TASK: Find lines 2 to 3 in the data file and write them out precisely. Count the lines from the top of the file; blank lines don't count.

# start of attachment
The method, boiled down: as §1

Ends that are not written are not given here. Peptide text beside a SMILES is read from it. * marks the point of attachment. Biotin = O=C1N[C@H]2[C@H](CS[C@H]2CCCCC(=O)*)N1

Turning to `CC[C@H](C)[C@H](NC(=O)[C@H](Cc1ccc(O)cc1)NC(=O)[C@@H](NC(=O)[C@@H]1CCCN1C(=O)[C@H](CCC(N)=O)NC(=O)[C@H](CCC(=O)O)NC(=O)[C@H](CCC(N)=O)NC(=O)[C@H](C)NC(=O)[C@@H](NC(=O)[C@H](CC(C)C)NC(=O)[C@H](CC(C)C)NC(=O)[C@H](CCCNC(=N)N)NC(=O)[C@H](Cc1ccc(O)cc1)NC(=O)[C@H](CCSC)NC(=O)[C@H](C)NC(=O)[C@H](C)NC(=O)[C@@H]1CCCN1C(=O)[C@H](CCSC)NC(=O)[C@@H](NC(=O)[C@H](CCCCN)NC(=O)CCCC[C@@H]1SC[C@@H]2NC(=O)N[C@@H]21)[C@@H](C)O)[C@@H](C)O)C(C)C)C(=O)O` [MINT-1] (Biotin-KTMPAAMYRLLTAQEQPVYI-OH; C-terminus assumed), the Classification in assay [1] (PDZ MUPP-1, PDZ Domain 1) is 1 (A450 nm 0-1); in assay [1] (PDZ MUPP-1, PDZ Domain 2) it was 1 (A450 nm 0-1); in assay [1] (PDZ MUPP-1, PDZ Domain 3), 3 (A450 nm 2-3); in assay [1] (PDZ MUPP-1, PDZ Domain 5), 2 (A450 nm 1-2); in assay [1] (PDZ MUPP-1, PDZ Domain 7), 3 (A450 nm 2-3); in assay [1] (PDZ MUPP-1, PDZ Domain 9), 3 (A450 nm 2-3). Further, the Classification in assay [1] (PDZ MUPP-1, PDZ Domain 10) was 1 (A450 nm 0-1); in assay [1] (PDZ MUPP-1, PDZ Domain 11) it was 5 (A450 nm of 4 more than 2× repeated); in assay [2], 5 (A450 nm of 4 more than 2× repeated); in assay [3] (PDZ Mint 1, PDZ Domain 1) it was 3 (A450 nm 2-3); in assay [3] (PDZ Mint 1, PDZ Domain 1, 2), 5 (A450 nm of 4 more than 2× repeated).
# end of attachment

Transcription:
Ends that are not written are not given here. Peptide text beside a SMILES is read from it. * marks the point of attachment. Biotin = O=C1N[C@H]2[C@H](CS[C@H]2CCCCC(=O)*)N1

Turning to `CC[C@H](C)[C@H](NC(=O)[C@H](Cc1ccc(O)cc1)NC(=O)[C@@H](NC(=O)[C@@H]1CCCN1C(=O)[C@H](CCC(N)=O)NC(=O)[C@H](CCC(=O)O)NC(=O)[C@H](CCC(N)=O)NC(=O)[C@H](C)NC(=O)[C@@H](NC(=O)[C@H](CC(C)C)NC(=O)[C@H](CC(C)C)NC(=O)[C@H](CCCNC(=N)N)NC(=O)[C@H](Cc1ccc(O)cc1)NC(=O)[C@H](CCSC)NC(=O)[C@H](C)NC(=O)[C@H](C)NC(=O)[C@@H]1CCCN1C(=O)[C@H](CCSC)NC(=O)[C@@H](NC(=O)[C@H](CCCCN)NC(=O)CCCC[C@@H]1SC[C@@H]2NC(=O)N[C@@H]21)[C@@H](C)O)[C@@H](C)O)C(C)C)C(=O)O` [MINT-1] (Biotin-KTMPAAMYRLLTAQEQPVYI-OH; C-terminus assumed), the Classification in assay [1] (PDZ MUPP-1, PDZ Domain 1) is 1 (A450 nm 0-1); in assay [1] (PDZ MUPP-1, PDZ Domain 2) it was 1 (A450 nm 0-1); in assay [1] (PDZ MUPP-1, PDZ Domain 3), 3 (A450 nm 2-3); in assay [1] (PDZ MUPP-1, PDZ Domain 5), 2 (A450 nm 1-2); in assay [1] (PDZ MUPP-1, PDZ Domain 7), 3 (A450 nm 2-3); in assay [1] (PDZ MUPP-1, PDZ Domain 9), 3 (A450 nm 2-3). Further, the Classification in assay [1] (PDZ MUPP-1, PDZ Domain 10) was 1 (A450 nm 0-1); in assay [1] (PDZ MUPP-1, PDZ Domain 11) it was 5 (A450 nm of 4 more than 2× repeated); in assay [2], 5 (A450 nm of 4 more than 2× repeated); in assay [3] (PDZ Mint 1, PDZ Domain 1) it was 3 (A450 nm 2-3); in assay [3] (PDZ Mint 1, PDZ Domain 1, 2), 5 (A450 nm of 4 more than 2× repeated).